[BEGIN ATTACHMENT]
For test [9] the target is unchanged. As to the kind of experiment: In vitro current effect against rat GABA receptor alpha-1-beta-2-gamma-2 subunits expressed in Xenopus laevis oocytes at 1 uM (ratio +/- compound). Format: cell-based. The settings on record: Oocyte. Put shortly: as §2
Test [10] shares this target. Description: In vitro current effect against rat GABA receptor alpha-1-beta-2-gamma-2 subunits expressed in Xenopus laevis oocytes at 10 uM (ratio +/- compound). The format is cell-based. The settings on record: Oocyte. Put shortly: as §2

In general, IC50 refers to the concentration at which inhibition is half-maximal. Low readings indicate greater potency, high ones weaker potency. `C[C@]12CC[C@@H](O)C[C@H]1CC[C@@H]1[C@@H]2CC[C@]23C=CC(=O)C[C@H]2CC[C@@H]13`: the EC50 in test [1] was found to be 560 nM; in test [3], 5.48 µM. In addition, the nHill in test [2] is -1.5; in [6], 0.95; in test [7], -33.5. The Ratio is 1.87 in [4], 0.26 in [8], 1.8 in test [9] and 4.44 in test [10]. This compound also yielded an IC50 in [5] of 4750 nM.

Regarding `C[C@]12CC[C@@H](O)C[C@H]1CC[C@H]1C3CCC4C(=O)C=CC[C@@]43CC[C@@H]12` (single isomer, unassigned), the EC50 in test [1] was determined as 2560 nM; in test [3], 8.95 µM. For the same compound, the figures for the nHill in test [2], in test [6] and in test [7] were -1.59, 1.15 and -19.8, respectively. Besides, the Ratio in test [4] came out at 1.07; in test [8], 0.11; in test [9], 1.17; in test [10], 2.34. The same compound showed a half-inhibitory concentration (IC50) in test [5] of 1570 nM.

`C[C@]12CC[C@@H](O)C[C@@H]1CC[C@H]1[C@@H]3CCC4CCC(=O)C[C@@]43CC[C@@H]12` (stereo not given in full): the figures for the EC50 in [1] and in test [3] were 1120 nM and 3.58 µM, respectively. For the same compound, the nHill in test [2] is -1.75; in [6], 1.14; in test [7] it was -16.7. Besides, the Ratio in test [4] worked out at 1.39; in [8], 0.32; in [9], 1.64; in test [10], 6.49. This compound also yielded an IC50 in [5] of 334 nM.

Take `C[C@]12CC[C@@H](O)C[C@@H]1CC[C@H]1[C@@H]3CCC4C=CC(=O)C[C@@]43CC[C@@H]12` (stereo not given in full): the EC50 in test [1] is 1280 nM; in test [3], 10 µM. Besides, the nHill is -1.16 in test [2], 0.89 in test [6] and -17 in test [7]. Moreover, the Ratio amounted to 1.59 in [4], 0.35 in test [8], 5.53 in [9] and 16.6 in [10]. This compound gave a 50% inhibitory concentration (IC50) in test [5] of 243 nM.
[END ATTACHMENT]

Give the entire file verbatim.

For test [9] the target is unchanged. As to the kind of experiment: In vitro current effect against rat GABA receptor alpha-1-beta-2-gamma-2 subunits expressed in Xenopus laevis oocytes at 1 uM (ratio +/- compound). Format: cell-based. The settings on record: Oocyte. Put shortly: as §2
Test [10] shares this target. Description: In vitro current effect against rat GABA receptor alpha-1-beta-2-gamma-2 subunits expressed in Xenopus laevis oocytes at 10 uM (ratio +/- compound). The format is cell-based. The settings on record: Oocyte. Put shortly: as §2

In general, IC50 refers to the concentration at which inhibition is half-maximal. Low readings indicate greater potency, high ones weaker potency. `C[C@]12CC[C@@H](O)C[C@H]1CC[C@@H]1[C@@H]2CC[C@]23C=CC(=O)C[C@H]2CC[C@@H]13`: the EC50 in test [1] was found to be 560 nM; in test [3], 5.48 µM. In addition, the nHill in test [2] is -1.5; in [6], 0.95; in test [7], -33.5. The Ratio is 1.87 in [4], 0.26 in [8], 1.8 in test [9] and 4.44 in test [10]. This compound also yielded an IC50 in [5] of 4750 nM.

Regarding `C[C@]12CC[C@@H](O)C[C@H]1CC[C@H]1C3CCC4C(=O)C=CC[C@@]43CC[C@@H]12` (single isomer, unassigned), the EC50 in test [1] was determined as 2560 nM; in test [3], 8.95 µM. For the same compound, the figures for the nHill in test [2], in test [6] and in test [7] were -1.59, 1.15 and -19.8, respectively. Besides, the Ratio in test [4] came out at 1.07; in test [8], 0.11; in test [9], 1.17; in test [10], 2.34. The same compound showed a half-inhibitory concentration (IC50) in test [5] of 1570 nM.

`C[C@]12CC[C@@H](O)C[C@@H]1CC[C@H]1[C@@H]3CCC4CCC(=O)C[C@@]43CC[C@@H]12` (stereo not given in full): the figures for the EC50 in [1] and in test [3] were 1120 nM and 3.58 µM, respectively. For the same compound, the nHill in test [2] is -1.75; in [6], 1.14; in test [7] it was -16.7. Besides, the Ratio in test [4] worked out at 1.39; in [8], 0.32; in [9], 1.64; in test [10], 6.49. This compound also yielded an IC50 in [5] of 334 nM.

Take `C[C@]12CC[C@@H](O)C[C@@H]1CC[C@H]1[C@@H]3CCC4C=CC(=O)C[C@@]43CC[C@@H]12` (stereo not given in full): the EC50 in test [1] is 1280 nM; in test [3], 10 µM. Besides, the nHill is -1.16 in test [2], 0.89 in test [6] and -17 in test [7]. Moreover, the Ratio amounted to 1.59 in [4], 0.35 in test [8], 5.53 in [9] and 16.6 in [10]. This compound gave a 50% inhibitory concentration (IC50) in test [5] of 243 nM.